It's time women's history became part of a wider gender history, says Penelope Corfield.
Should the flourishing field of women's history become part of a wider gender history? Yes, it should.
Women's history, studied by men and women, encompasses all aspects of the history of women. It has produced some outstanding studies - from surveys such as Olwen Hufton's The Prospect Before Her: Women in Western Europe, 1500-1800 (1995) to monographs such as Amanda Vickery's The Gentleman's Daughter (1998).
But, contrary to the hopes of some (but not all) pioneers of the subject, women's history has not produced a separate "herstory", distinct from the rest of history. Why should it? The point of studying women was to restore them to the big picture, after they had been long neglected. As Sheila Rowbotham said: women had been "hidden from history". Now they are being rightly restored.
The absence of a separate "herstory" means women cannot be studied in isolation. Their history is an integral part of the wider process. The history of women impacts on the history of men and vice versa. Combining the two makes gender history, which allows historians to explore the varying social roles that have been allotted - by the complex forces of biology, economics, culture, custom and laws - to the different sexes.
Some feminist historians argue women's history should not mutate into gender history, but that a clear distance should be kept between the two. In their view, maintaining a separate women's history field offers the best chance for the formulation of a specifically feminist "herstory", outside the "malestream". Gender history, because it also deals with men, must be contaminated.
But calling the subject gender history does not mean a return to the old sexless history, when men were taken to be the only key actors. Gender history focuses on how all identities are formed by society. It also raises the question of whether changing roles for one gender are always accompanied by contrapuntal changes for the other.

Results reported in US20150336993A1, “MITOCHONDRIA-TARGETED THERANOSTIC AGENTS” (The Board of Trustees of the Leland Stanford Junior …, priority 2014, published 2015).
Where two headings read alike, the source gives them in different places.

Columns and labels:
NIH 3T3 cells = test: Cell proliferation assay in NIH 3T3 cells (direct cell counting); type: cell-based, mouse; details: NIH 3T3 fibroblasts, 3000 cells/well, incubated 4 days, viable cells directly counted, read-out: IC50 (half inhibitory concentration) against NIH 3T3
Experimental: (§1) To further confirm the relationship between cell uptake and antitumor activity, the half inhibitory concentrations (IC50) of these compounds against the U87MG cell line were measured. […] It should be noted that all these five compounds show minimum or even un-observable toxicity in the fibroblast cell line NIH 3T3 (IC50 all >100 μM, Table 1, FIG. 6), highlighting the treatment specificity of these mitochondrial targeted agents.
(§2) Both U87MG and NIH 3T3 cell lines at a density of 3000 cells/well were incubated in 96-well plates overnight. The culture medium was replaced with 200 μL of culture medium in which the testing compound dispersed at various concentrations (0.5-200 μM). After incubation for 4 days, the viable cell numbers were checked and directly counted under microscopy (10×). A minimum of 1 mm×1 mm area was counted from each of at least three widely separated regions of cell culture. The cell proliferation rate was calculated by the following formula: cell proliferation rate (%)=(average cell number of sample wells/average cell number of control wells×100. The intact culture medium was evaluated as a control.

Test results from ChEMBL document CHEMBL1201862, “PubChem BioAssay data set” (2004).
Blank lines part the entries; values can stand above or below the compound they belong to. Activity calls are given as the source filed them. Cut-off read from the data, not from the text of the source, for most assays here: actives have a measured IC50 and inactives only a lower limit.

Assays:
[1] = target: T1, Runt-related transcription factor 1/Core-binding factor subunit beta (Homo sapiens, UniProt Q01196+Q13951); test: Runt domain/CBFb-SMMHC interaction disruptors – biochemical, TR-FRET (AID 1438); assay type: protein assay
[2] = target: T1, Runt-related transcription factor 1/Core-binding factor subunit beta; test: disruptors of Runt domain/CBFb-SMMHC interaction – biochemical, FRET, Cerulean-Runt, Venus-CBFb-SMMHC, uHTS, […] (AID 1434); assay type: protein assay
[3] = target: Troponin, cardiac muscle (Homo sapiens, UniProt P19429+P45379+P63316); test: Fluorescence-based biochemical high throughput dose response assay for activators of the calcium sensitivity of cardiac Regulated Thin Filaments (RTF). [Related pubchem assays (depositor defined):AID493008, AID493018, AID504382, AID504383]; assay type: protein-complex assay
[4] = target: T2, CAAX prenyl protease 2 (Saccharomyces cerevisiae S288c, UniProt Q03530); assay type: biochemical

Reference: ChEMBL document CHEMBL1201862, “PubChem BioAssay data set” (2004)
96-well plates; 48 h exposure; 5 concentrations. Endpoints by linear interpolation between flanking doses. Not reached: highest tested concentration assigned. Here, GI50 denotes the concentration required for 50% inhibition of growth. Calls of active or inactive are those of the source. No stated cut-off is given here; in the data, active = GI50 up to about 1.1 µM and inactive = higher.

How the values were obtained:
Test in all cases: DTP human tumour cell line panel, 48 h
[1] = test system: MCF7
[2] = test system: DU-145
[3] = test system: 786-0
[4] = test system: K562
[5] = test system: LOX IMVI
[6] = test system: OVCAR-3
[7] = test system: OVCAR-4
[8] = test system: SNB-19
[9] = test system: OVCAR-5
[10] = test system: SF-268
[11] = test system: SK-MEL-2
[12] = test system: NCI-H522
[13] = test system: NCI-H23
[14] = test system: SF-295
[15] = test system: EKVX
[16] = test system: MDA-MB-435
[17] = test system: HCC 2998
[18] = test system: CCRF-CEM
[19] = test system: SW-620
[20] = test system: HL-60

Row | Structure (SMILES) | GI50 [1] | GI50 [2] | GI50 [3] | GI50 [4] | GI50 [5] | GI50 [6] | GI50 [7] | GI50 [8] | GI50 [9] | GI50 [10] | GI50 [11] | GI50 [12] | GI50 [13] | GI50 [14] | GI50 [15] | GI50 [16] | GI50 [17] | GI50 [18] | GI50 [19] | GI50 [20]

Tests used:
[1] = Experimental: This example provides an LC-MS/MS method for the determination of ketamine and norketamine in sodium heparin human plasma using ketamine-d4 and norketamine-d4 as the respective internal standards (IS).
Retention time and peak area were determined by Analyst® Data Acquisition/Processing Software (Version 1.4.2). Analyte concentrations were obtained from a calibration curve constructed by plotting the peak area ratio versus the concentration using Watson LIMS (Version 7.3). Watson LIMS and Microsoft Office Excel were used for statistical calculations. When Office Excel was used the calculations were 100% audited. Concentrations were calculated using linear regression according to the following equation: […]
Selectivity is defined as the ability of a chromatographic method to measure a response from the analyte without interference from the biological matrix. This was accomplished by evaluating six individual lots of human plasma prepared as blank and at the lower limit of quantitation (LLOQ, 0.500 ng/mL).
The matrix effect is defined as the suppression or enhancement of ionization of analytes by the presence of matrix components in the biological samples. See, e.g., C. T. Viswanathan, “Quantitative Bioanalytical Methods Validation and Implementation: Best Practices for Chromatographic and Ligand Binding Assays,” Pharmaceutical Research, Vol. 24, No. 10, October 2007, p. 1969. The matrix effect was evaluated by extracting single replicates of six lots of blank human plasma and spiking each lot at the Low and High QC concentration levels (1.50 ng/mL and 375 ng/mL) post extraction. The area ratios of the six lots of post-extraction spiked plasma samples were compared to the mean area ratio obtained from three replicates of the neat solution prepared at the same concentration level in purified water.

Few analysts of women's history today are pure essentialists, believing in a separate and constant female identity. Renaming the subject "gender history" focuses on the social construction of the difference between men and women.
Nor does it signify any sudden loss of confidence in the historical importance of female agency. It emphasises the potential of a multi-gendered "humanist" field of study. Women's history cannot be reserved as a separate field for feminist study, not least because modern feminism has become so eclectic and diversified. Definitions have become highly subjective. So one historian may consider herself a feminist, yet will not be accepted as such by others.
An ecumenical and pluralist gender history also provides a helpful analytical framework for men's history, bringing it in from the cold. Otherwise, it should presumably be left to languish, awaiting the advent of a separate masculinism.
The advent of gender history does not betray women's history by delivering it into the hands of a despised "malestream" of knowledge, as some feminist historians claim. Knowledge is too multifarious, interactive and ever expanding to be pigeon-holed into a "malestream" (bad) and a rival "femalestream" (good), just as it does not fall into separate streams for people classified by race, class, religion, politics, looks, physical ability, intelligence and so on. Gender history will deepen, not betray, the study of women and men in history.
Penelope Corfield is professor of history at Royal Holloway, University of London.
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